Ferrets are cute, but boy, do they have sharp teeth—which immediately begs the question, “Are ferrets aggressive?” In short, ferrets are loving, high-energy pets that aren’t mean by nature.
For all their positive traits, ferrets can become aggressive in certain situations. Learning to recognize their aggression as a form of communication is vital. Understanding these signs informs owners how to handle their ferrets should they become aggressive.
When feeling scared, threatened, injured, or sick, it is normal for a ferret to bite. While it is easy to conflate biting with aggression, understand that when ferrets do bite, they are communicating. Ferrets do not intend to harm you by biting; this is how they communicate with other ferrets. You can view this much like a dog barking – they are trying to tell you something.
It is important to understand the motive behind their biting while taking strides to minimize it. To address their behavior, you’ll need to ask yourself a few questions.
The key to recognizing the meaning behind a ferret bite is through observation. Notice the way they act. Look for indicators in the ferret to find their motives.
The following are signs of playful behavior:
- Extremely energetic behavior
- An invitation to play
Watch for these signs as they denote an aggressive ferret bite:
- Avoiding human interaction
- Attacking when approached
Be sure to recognize the signs specific to your ferret. The better you understand what they’re telling you, the better equipped you are to recognize and handle any aggressive behavior.
To correct aggressive behavior, you’ll need to know the root cause of it. Let’s address several reasons why ferrets act aggressively to understand where the behavior stems from.
Commonly, younger ferrets – known as kits – are harder biters because they don’t know any better. Kits’ aggressive behavior stems from a lack of training.
The best way to avoid this is to get a kit from a breeder that socializes their ferrets. This way, they will bite during play as it’s natural to them, but the bites will be gentle.
Male ferrets can become aggressive toward those around them during mating season. This show of territorial dominance is a completely normal, hormonal response. Neutering your male ferret will nip this problem in the bud.
Remember, ferret bites are often their way of communicating needs. If a normally well-behaved ferret begins biting suddenly, especially when you hold them, this could denote an injury.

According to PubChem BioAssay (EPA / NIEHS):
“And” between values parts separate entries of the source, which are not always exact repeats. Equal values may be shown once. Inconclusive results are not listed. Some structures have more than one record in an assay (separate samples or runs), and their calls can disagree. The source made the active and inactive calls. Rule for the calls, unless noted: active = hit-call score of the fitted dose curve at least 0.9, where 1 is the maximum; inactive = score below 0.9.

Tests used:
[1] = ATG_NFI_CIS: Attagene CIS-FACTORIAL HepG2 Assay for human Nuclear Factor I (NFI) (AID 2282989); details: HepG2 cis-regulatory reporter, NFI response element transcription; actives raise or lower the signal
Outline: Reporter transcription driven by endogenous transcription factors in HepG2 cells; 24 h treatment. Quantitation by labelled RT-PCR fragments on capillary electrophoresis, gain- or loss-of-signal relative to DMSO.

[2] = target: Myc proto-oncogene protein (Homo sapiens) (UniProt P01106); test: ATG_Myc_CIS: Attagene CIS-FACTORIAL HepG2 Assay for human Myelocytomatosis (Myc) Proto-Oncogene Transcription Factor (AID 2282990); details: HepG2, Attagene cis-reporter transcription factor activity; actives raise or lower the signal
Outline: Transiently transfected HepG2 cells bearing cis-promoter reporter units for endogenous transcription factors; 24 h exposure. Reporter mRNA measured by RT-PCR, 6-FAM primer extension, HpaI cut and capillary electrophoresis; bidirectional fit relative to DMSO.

If you believe your ferret is injured, go to the vet to get them checked immediately.
Taking the time to vet the breeder or shop your ferret comes from will go a long way in helping you understand and train the ferret later.
In dealing with your ferret, take care to be cautious, patient, and understanding.
The quickest way to help a ferret with pent-up energy is to burn it all off by playing. An overly excited Ferret will bite, so be sure to play with them from a distance. Ferrets enjoy toys on strings; make them burn their energy by hunting the toy down from location to location. Be sure to allow them to catch the toy and wrestle with it to work out their frustration.
If the ferret was abused or neglected, you have to teach them to trust humans again. This process will take time and requires patience.
Give your ferret time to get used to its surroundings. When they’ve acclimated to their space, begin spending time near them. This does not require actual interaction, just proximity.
Once the ferret is comfortable, they will come to you. That’s when you can begin interacting with them physically. Start by slowly moving to touch the ferret. If they are receptive to this, you can attempt to pick them up. If they try biting you, this means they’re not ready. Be sure to move at the ferret’s pace.
Here are some of the most frequently asked questions regarding aggression in ferrets if you still have questions.
Unfortunately, ferrets are animals and can attack humans. The good news is that this isn’t common, and as long as you take the proper precautions to treat them well, it shouldn’t happen.
There’s not a vast difference between male and female ferrets. They can both be aggressive, but neither is more than the other. Usually, one will be more aggressive if they haven’t been desexed.
Some people believe white ferrets are more aggressive than others. While that’s a possibility, it’s not always true. There has been evidence that white ferrets can be more aggressive, especially males who haven’t been desexed. They can be even more aggressive if near an unfixed female.
Any wild animal can act aggressively when they feel threatened or scared. If you encounter a wild ferret, it’s best to leave it alone. This will hopefully prevent any attacks of aggression due to them being scared.
If you leave the animal be, it’s doubtful that it’ll act aggressively towards you or another person.
Black Footed Ferrets are scarce animals and are considered endangered. Just like any ferret, they can become aggressive if they feel threatened or scared. Generally, these animals aren’t aggressive towards humans and are only aggressive towards their prey.
Are ferrets aggressive? Not without a reason to be. When ferrets get aggressive, you must find the underlying issue behind their behavior and address that. With patience and diligence, ferrets are fun, affectionate pets.